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The New Golden Age Of Productivity


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THE NEW GOLDEN AGE OF PRODUCTIVITY

Is the U.S. in the middle of a productivity revival or not? The answer will affect American living standards, inflation, and global competitiveness for years to come.

The data give the productivity believers plenty of ammunition. Of course, not everyone agrees with the numbers. Some argue that the recent improvement in productivity is no better than in past upturns and that measurement problems overstate the recent gains. However, by examining the dramatic changes in the U.S. economy in recent years, it's easy to see why the optimists are probably right.

Defined as output per hour worked, productivity is influenced by everything from the skill levels of workers to the technology they use to the way a company is organized and managed. Thanks to Corporate America's restructurings and high-tech investment, the long-term trend of productivity growth is on a path not seen since the 1960s. In the 1970s, productivity limped along at 1% annually. The 1980s were worse. But in the first 41/2 years of the 1990s, it has rebounded to nearly 2%. Of course, the decade is only half done. And productivity surged after the recessions `f the '70s and '80s, only to dive later.

INVESTMENT BOOM. The infidels say the same thing will happen this time. "We see no evidence that the rise in productivity in this expansion is anything more than a normal cyclical rebound," says David A. Wyss, research director at DRI/McGraw-Hill. Productivity usually pops up early in a recovery. Later on, however, as companies have to hire new workers who need to learn the ropes, it begins to slip. Indeed, second-quarter productivity fell 2.5%, as a million workers found jobs.

But this time, even as the cyclical gains fall away, the data strongly suggest that the structural improvement remains in place and that the short-term drop-off will be less steep. Even with last quarter's dip, productivity is still up 2.3% from a year ago. Its pace for the entire expansion is above that of the recoveries of the '70s and '80s. And productivity gains have made the largest contribution to growth in any expansion since the 1960s.

The most compelling argument for the productivity revival is the staggering rate at which companies are making efficiency-enhancing investments. Since the investment boom began, equipment outlays have soared 43.2%, the fastest nine-quarter growth ever. The boom isn't abating, as businesses increase their 1994 budgets yet again. Outlays are slated to rise 9.4%, after adjusting for capital-goods prices.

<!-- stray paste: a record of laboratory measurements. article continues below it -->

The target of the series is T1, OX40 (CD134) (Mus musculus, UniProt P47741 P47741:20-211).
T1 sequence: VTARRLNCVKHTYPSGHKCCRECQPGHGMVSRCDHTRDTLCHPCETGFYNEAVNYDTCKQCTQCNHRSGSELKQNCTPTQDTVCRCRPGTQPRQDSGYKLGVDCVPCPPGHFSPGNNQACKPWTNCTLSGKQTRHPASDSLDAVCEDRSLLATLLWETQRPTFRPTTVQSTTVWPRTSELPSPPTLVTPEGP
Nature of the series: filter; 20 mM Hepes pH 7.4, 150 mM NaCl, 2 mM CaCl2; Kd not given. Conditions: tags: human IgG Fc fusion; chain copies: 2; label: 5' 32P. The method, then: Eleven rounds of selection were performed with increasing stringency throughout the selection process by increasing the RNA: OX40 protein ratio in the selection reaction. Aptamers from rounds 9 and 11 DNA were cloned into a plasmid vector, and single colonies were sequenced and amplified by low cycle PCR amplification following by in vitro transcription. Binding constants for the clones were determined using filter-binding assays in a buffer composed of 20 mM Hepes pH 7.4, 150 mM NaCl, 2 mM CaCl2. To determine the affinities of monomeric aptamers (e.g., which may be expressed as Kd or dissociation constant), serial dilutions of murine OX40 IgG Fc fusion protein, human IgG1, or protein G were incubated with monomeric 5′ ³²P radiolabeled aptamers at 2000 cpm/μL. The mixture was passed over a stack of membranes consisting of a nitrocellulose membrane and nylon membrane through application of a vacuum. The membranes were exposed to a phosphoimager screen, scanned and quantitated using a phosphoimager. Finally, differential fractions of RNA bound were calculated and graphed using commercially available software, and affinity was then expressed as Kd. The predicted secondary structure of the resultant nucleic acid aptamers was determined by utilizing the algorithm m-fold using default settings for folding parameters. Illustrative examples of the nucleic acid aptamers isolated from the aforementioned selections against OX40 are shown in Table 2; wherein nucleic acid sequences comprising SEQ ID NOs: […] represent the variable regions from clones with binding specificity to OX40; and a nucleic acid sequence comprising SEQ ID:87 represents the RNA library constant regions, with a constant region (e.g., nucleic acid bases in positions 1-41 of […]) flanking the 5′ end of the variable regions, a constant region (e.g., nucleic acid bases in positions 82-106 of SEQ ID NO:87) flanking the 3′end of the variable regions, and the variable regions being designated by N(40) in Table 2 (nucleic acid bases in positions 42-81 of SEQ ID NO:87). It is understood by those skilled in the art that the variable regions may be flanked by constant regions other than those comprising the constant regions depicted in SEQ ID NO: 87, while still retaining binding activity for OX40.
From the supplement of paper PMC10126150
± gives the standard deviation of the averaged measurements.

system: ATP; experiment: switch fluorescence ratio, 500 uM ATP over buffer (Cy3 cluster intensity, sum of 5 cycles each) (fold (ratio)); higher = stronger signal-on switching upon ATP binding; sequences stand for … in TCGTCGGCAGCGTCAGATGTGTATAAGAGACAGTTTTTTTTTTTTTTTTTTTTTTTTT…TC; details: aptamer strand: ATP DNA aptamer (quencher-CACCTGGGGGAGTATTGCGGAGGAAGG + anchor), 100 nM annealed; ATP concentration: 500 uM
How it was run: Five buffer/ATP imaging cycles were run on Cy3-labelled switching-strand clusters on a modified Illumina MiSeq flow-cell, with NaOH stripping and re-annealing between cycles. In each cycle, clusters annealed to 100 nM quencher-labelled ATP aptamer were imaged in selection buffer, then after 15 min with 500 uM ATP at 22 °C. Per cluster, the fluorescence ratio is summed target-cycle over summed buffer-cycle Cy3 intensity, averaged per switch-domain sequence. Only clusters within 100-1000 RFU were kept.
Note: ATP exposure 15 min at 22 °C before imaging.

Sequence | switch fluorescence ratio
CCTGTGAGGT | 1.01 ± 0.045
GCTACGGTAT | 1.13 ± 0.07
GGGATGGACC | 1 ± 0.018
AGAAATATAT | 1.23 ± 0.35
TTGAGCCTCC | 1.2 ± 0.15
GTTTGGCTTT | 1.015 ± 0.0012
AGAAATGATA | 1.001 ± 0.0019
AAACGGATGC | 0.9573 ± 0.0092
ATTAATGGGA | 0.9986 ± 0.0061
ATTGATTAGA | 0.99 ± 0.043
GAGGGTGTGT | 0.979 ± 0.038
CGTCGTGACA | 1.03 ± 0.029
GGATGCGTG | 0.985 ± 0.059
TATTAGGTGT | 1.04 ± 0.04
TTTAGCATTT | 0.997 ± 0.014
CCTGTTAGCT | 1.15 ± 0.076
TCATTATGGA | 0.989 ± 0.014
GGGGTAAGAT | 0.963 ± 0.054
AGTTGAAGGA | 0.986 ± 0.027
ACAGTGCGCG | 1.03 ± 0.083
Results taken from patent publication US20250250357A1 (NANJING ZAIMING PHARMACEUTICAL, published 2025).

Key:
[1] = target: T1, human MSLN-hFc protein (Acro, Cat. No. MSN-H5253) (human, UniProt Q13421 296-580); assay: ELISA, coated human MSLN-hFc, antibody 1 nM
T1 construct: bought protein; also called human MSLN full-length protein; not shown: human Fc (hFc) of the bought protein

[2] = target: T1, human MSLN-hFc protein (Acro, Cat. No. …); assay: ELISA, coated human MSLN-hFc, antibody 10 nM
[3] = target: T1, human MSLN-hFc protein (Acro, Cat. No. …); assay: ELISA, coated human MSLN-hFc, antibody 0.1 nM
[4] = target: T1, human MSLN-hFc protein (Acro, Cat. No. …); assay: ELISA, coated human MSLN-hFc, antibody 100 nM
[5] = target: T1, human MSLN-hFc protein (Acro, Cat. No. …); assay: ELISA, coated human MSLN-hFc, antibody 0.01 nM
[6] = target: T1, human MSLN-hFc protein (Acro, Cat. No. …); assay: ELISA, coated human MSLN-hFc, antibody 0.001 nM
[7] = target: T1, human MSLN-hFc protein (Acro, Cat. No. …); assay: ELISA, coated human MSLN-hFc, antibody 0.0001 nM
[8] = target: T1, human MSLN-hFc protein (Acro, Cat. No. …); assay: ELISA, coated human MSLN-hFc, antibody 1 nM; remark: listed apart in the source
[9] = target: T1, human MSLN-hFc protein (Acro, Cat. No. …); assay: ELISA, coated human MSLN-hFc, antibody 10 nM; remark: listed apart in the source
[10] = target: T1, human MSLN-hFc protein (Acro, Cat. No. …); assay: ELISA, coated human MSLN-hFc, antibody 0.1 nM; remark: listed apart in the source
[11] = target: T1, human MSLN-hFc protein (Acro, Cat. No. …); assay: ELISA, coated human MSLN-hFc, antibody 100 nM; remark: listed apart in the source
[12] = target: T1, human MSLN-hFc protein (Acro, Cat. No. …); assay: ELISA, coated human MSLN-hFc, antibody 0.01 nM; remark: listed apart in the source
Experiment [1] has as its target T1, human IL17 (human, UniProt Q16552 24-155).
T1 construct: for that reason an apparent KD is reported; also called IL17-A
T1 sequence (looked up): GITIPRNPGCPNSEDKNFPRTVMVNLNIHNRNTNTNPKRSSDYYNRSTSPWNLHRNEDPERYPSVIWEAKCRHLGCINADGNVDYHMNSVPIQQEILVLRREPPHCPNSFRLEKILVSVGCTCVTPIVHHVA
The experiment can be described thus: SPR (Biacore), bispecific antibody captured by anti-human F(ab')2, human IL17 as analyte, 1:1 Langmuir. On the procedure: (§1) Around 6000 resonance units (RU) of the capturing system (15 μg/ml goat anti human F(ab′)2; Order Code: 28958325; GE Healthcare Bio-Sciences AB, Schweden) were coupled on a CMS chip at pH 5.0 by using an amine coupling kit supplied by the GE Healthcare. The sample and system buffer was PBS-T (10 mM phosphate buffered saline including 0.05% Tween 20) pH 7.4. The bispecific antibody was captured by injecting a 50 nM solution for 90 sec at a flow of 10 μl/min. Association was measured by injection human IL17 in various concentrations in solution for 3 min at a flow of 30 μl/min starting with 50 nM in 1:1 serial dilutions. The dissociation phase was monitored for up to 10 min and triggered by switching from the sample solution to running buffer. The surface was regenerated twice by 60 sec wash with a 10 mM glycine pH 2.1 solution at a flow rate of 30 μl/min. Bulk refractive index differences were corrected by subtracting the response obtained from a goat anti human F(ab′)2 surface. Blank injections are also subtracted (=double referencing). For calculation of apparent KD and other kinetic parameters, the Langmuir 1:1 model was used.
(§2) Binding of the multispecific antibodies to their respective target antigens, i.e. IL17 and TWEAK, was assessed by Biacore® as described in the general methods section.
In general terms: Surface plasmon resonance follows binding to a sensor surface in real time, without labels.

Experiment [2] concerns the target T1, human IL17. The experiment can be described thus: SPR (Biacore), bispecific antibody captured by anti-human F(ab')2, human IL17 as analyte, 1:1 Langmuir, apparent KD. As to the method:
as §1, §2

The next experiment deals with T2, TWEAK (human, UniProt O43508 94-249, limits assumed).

But that price adjustment is where the argument gets hot. Wyss and other disbelievers say the upturn in business investment is also normal. They say the Commerce Dept.'s adjustment for quality improvements in computers results in sharply declining prices, causing an overstatement of price-adjusted investment. Wyss argues, for example, that a laptop computer is not "bigger and better" than the old mainframe it replaces, as Commerce suggests, because often it's only a glorified typewriter.

However, arguments abound on the other side. Commerce says the price of telecommunications equipment is rising. But it's obvious that prices are declining for a wide array of such hardware, from fax machines to computer modems, hinting that investment in this fast-growing area is understated.

Moreover, the government is probably underestimating service productivity. Commerce doesn't even measure it in many service industries--unlike manufacturing, you can't just count the widgets. It's hard to believe that service productivity fell as badly in the first half as the numbers imply, especially when manufacturing efficiency soared 5.6%. Indeed, services account for 75% of 1994's planned outlays for new plants and equipment.

HARD FACTS. "If you really want proof of the productivity revolution, look at manufacturing," says Bruce Steinberg at Merrill Lynch & Co. There, he says, no doubt exists about what we are measuring. Factory productivity is up a stunning 5.4% during the past year. With factory wages up only 2.7%, unit labor costs have plunged 2.7%. That means many factories can easily absorb the recent uptick in prices of materials while barely feeling the effect on their bottom lines.

Extend that phenomenon to properly measured service productivity, and it's easy to see why the inflation outlook remains so good (chart) and why the '90s will be looked back on as a watershed in the advancement of U.S. competitiveness and living standards.Commentary/by James C. Cooper


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